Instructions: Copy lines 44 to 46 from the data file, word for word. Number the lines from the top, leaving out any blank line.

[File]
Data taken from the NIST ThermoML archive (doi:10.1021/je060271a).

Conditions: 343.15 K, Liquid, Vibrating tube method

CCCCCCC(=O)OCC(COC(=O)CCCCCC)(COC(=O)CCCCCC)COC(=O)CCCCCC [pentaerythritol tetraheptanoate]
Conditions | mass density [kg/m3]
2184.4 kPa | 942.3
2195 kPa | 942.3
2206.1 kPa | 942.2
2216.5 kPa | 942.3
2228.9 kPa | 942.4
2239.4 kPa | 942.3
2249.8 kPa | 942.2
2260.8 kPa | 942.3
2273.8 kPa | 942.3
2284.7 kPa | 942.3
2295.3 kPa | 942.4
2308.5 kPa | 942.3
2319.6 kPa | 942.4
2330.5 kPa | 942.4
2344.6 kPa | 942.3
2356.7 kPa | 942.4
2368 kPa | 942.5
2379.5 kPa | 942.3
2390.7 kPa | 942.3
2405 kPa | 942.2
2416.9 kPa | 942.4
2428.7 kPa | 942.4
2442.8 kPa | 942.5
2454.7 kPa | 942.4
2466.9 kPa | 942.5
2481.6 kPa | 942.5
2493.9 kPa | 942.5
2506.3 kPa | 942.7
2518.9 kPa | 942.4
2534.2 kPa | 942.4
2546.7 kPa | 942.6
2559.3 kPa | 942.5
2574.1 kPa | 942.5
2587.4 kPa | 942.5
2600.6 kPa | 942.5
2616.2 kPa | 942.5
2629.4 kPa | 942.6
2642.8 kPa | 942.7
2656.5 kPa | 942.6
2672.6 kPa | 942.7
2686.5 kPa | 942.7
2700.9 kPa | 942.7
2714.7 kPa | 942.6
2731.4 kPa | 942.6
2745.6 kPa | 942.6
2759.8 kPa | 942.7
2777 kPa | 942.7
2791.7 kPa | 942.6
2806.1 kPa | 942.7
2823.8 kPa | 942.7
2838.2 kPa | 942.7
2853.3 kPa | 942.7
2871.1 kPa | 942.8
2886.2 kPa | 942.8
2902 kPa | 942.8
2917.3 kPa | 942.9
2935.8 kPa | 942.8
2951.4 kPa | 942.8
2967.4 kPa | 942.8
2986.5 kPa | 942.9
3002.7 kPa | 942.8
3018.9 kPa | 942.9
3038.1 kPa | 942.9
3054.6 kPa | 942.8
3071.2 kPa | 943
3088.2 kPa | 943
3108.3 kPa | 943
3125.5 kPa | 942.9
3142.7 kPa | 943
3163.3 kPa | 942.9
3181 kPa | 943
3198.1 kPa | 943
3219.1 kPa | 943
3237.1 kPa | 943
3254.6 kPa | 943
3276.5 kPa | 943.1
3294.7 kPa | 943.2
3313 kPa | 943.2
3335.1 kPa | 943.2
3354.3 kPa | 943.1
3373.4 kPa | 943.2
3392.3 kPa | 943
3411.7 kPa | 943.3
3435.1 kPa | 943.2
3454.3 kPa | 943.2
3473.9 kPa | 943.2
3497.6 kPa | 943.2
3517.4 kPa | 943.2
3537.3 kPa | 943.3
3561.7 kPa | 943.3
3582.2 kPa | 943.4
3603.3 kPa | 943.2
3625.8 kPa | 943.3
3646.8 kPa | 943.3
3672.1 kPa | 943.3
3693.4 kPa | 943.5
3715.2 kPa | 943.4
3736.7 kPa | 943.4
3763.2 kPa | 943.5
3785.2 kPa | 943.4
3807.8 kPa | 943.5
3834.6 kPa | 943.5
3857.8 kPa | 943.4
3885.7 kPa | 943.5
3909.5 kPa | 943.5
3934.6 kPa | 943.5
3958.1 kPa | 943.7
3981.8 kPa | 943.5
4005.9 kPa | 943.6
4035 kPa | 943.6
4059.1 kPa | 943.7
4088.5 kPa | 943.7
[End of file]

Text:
2672.6 kPa | 942.7
2686.5 kPa | 942.7
2700.9 kPa | 942.7